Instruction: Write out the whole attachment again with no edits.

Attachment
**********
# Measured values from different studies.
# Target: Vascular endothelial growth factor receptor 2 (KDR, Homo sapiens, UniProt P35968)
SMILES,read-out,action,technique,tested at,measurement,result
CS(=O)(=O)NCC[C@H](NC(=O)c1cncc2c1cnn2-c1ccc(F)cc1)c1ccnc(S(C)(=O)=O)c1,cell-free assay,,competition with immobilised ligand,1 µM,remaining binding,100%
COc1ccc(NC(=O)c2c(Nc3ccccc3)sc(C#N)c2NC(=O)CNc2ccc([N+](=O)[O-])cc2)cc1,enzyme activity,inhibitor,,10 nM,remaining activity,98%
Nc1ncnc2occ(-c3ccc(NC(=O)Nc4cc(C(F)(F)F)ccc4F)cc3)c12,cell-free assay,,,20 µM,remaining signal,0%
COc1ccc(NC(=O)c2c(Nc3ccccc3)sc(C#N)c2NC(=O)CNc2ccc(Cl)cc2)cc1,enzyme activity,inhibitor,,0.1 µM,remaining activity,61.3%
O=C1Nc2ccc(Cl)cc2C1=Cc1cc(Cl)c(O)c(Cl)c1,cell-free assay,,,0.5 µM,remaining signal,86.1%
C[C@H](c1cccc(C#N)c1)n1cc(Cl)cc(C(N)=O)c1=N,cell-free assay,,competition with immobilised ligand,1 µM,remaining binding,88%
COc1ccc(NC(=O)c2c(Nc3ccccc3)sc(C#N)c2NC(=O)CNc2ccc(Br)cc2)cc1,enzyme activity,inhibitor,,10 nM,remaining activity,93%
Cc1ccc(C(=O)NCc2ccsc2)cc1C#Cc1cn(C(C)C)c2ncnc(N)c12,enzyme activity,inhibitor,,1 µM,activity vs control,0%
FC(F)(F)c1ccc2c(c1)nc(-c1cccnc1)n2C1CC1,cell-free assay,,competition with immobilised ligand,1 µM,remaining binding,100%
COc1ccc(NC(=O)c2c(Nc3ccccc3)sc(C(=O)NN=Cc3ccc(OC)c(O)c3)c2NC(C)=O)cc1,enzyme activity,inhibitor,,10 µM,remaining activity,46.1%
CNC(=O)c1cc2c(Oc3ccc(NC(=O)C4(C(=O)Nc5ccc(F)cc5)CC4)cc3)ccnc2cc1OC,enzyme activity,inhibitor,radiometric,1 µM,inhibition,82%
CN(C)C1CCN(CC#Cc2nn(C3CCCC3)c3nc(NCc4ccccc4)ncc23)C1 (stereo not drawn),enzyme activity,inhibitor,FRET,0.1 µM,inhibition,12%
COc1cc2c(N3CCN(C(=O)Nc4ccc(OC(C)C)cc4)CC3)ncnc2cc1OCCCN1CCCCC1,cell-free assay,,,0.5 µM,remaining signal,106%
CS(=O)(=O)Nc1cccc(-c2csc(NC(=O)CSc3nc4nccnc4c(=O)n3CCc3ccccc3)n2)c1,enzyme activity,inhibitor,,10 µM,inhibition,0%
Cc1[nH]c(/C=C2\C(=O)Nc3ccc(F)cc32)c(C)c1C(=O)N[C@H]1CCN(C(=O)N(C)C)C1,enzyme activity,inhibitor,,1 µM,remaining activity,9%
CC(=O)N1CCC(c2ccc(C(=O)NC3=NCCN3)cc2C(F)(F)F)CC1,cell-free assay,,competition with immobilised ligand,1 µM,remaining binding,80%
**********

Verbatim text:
# Measured values from different studies.
# Target: Vascular endothelial growth factor receptor 2 (KDR, Homo sapiens, UniProt P35968)
SMILES,read-out,action,technique,tested at,measurement,result
CS(=O)(=O)NCC[C@H](NC(=O)c1cncc2c1cnn2-c1ccc(F)cc1)c1ccnc(S(C)(=O)=O)c1,cell-free assay,,competition with immobilised ligand,1 µM,remaining binding,100%
COc1ccc(NC(=O)c2c(Nc3ccccc3)sc(C#N)c2NC(=O)CNc2ccc([N+](=O)[O-])cc2)cc1,enzyme activity,inhibitor,,10 nM,remaining activity,98%
Nc1ncnc2occ(-c3ccc(NC(=O)Nc4cc(C(F)(F)F)ccc4F)cc3)c12,cell-free assay,,,20 µM,remaining signal,0%
COc1ccc(NC(=O)c2c(Nc3ccccc3)sc(C#N)c2NC(=O)CNc2ccc(Cl)cc2)cc1,enzyme activity,inhibitor,,0.1 µM,remaining activity,61.3%
O=C1Nc2ccc(Cl)cc2C1=Cc1cc(Cl)c(O)c(Cl)c1,cell-free assay,,,0.5 µM,remaining signal,86.1%
C[C@H](c1cccc(C#N)c1)n1cc(Cl)cc(C(N)=O)c1=N,cell-free assay,,competition with immobilised ligand,1 µM,remaining binding,88%
COc1ccc(NC(=O)c2c(Nc3ccccc3)sc(C#N)c2NC(=O)CNc2ccc(Br)cc2)cc1,enzyme activity,inhibitor,,10 nM,remaining activity,93%
Cc1ccc(C(=O)NCc2ccsc2)cc1C#Cc1cn(C(C)C)c2ncnc(N)c12,enzyme activity,inhibitor,,1 µM,activity vs control,0%
FC(F)(F)c1ccc2c(c1)nc(-c1cccnc1)n2C1CC1,cell-free assay,,competition with immobilised ligand,1 µM,remaining binding,100%
COc1ccc(NC(=O)c2c(Nc3ccccc3)sc(C(=O)NN=Cc3ccc(OC)c(O)c3)c2NC(C)=O)cc1,enzyme activity,inhibitor,,10 µM,remaining activity,46.1%
CNC(=O)c1cc2c(Oc3ccc(NC(=O)C4(C(=O)Nc5ccc(F)cc5)CC4)cc3)ccnc2cc1OC,enzyme activity,inhibitor,radiometric,1 µM,inhibition,82%
CN(C)C1CCN(CC#Cc2nn(C3CCCC3)c3nc(NCc4ccccc4)ncc23)C1 (stereo not drawn),enzyme activity,inhibitor,FRET,0.1 µM,inhibition,12%
COc1cc2c(N3CCN(C(=O)Nc4ccc(OC(C)C)cc4)CC3)ncnc2cc1OCCCN1CCCCC1,cell-free assay,,,0.5 µM,remaining signal,106%
CS(=O)(=O)Nc1cccc(-c2csc(NC(=O)CSc3nc4nccnc4c(=O)n3CCc3ccccc3)n2)c1,enzyme activity,inhibitor,,10 µM,inhibition,0%
Cc1[nH]c(/C=C2\C(=O)Nc3ccc(F)cc32)c(C)c1C(=O)N[C@H]1CCN(C(=O)N(C)C)C1,enzyme activity,inhibitor,,1 µM,remaining activity,9%
CC(=O)N1CCC(c2ccc(C(=O)NC3=NCCN3)cc2C(F)(F)F)CC1,cell-free assay,,competition with immobilised ligand,1 µM,remaining binding,80%